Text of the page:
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Election 2008: Tennessee Presidential Election
McCain Up by Twelve in Tennessee

John McCain now leads Barack Obama 54% to 42% in Tennessee, according to the latest Rasmussen Reports telephone survey in the state.

The latest numbers represent a modest slip for the Republican, who led 58% to 39% in late September. However, McCain has held double-digit leads since tracking began in April, with his lowest level support at 51% in June.

McCain has a dominant twenty-four percentage point lead among unaffiliated voters in Tennessee. He also leads 54% to 40% among men in the state. The race is a little tighter among women, who favor McCain 53% to 44%.

Rasmussen Markets data gives Republicans a % chance of carrying Tennessee next month. The state has cast its 11 Electoral College votes for the Republican candidate in four out of the last six presidential elections and is rated as “Safely Republican” in the Rasmussen Reports Balance of Power Calculator.

McCain is viewed favorably by 63% of Tennessee voters and unfavorably by 36%. Obama’s ratings are 45% favorable, 54% unfavorable.

Twenty-nine percent (29%) of voters in Tennessee say they know someone who voting against Obama based on his race. That number includes 48% of Democrats and 26% of unaffiliated voters. Just 11% of Republicans say this is true.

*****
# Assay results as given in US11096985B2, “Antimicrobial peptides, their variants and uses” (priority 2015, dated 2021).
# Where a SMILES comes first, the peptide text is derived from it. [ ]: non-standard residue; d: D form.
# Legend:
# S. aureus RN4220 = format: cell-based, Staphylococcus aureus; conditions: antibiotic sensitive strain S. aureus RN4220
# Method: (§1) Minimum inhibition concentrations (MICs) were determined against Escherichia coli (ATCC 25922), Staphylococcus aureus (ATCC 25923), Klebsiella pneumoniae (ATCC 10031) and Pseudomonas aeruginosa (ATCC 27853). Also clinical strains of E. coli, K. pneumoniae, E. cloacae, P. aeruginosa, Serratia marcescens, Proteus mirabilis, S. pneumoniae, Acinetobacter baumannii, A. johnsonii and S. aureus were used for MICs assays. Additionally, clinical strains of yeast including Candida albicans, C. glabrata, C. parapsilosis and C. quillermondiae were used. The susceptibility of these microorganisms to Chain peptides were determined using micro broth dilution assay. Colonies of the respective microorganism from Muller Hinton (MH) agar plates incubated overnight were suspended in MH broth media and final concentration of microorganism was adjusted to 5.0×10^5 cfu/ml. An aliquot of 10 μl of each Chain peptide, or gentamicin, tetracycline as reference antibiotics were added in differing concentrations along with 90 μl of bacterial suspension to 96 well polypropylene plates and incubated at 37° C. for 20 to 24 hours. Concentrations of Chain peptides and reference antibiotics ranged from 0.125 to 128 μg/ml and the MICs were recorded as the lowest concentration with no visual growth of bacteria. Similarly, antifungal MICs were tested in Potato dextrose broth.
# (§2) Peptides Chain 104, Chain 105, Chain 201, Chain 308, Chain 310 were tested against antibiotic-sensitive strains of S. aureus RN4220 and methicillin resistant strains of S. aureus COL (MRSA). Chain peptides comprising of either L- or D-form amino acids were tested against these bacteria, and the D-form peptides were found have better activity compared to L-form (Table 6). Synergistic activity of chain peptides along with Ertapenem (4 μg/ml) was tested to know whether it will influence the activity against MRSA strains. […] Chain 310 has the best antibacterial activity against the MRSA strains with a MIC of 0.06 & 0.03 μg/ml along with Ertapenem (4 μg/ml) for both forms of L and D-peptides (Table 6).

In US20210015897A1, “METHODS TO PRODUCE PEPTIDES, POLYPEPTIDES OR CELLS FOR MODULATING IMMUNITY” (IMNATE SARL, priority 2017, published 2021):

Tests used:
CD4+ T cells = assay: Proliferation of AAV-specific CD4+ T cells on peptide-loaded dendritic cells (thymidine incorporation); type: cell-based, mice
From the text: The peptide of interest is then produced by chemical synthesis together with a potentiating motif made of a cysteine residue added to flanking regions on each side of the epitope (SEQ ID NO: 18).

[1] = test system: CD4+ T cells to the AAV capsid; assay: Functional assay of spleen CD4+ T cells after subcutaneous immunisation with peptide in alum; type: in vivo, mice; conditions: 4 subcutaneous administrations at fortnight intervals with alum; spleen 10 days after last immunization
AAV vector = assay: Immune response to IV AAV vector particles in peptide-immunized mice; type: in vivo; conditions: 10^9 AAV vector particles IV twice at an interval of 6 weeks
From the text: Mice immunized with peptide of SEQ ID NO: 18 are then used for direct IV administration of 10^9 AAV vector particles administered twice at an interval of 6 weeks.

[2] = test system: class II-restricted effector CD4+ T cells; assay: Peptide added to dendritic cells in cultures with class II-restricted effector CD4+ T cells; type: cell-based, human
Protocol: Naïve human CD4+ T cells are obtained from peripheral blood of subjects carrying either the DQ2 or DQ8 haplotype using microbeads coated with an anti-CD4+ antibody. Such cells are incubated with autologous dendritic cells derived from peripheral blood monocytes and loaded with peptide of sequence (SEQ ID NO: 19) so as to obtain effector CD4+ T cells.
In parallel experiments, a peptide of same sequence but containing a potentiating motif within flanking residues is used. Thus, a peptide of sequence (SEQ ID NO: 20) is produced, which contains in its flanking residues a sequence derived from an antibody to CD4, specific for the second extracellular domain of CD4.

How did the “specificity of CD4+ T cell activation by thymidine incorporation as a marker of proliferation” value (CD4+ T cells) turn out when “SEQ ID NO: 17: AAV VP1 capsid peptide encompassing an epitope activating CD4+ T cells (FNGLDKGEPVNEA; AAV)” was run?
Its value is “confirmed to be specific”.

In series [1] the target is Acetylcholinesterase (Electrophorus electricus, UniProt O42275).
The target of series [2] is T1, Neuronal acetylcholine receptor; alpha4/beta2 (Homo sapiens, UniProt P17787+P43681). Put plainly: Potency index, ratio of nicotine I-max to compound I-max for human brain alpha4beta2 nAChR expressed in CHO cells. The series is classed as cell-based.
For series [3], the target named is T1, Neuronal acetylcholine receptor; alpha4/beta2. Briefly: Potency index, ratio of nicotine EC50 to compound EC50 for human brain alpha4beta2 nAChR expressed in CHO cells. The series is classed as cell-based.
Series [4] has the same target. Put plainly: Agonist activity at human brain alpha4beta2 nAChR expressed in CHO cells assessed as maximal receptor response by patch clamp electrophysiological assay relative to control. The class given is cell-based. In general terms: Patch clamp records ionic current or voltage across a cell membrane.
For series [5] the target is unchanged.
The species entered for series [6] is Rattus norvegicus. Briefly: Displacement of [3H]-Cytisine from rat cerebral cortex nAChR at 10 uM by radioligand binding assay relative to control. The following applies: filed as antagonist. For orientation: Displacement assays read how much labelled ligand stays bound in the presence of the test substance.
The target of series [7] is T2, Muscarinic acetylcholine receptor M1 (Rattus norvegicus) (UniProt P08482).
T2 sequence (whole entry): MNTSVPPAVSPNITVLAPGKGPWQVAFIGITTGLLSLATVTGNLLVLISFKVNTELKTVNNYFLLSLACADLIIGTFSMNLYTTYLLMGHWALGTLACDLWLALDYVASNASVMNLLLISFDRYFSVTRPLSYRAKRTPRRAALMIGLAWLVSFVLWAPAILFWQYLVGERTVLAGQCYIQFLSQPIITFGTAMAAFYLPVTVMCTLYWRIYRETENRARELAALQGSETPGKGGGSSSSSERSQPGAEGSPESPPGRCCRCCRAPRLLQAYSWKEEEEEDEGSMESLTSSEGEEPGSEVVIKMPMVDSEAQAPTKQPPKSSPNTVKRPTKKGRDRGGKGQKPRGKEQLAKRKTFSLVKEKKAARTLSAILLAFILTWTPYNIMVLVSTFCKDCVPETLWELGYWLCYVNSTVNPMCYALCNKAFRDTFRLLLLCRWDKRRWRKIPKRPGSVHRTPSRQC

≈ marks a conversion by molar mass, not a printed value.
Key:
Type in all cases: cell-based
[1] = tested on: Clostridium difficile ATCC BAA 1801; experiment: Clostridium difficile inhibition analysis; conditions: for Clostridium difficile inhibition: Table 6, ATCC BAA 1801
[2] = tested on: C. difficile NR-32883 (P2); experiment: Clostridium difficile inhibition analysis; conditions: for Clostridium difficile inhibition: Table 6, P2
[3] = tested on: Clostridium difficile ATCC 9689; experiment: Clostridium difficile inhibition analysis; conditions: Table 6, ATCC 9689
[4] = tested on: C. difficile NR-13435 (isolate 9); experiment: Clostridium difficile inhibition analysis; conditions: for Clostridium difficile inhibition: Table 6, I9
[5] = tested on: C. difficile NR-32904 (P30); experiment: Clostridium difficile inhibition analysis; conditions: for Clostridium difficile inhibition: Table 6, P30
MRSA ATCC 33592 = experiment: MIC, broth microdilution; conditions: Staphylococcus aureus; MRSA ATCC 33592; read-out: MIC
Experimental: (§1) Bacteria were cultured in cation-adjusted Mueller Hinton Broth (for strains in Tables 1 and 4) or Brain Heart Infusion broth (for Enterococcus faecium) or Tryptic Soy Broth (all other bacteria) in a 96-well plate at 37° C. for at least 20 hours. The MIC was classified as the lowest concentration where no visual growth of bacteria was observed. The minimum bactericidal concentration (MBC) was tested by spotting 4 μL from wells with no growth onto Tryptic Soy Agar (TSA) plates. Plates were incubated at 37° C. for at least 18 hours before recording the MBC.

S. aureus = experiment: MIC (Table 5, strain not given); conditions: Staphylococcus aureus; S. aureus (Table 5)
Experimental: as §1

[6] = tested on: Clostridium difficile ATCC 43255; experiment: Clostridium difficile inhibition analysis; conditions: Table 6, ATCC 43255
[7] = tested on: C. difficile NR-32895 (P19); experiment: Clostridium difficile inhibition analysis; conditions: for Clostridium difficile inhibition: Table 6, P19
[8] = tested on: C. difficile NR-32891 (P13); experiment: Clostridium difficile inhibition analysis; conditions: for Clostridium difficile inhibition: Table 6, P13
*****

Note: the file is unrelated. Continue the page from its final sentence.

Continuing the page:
While 39% of voters in Tennessee say Obama’s campaign has been generally positive overall, just 25% say that about McCain’s campaign. Thirty-seven percent (37%) say McCain’s campaign has been generally negative, compared to 32% who say that of the democrat’s campaign.

When it comes to the all important issue of the struggling economy, 57% of Tennessee voters disagree with the economic rescue plan passed by Congress recently, while just 21% agree with the plan. However, 28% think the plan will have a positive impact on the economy, while 29% say it will have no impact.

Sixty percent (60%) say lowering taxes is the best policy to help spur economic growth, though 44% say raising taxes for wealthier individuals would be good for the economy. Most voters (53%) say raising the capital gains tax would be bad for the economy.

President Bush earns good or excellent marks from 37% of Tennessee voters, while 46% give the president’s job performance a poor rating.

The latest survey of the United States Senate race in Tennessee, released yesterday, finds GOP incumbent Lamar Alexander leading Bob Tuke by twenty-eight points.

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This telephone survey of 500 Likely Voters was conducted by Rasmussen Reports October 16, 2008. The margin of sampling error for the survey is +/- 4.5 percentage points with a 95% level of confidence.

Tennessee Trends: McCain vs. Obama















Favorable Ratings for Presidential Candidates in Tennessee




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Rasmussen Reports is an electronic publishing firm specializing in the collection, publication, and distribution of public opinion polling information.

The Rasmussen Reports ElectionEdge™ Premium Service for Election 2008 offers the most comprehensive public opinion coverage ever provided for a Presidential election.

Scott Rasmussen, president of Rasmussen Reports, has been an independent pollster for more than a decade.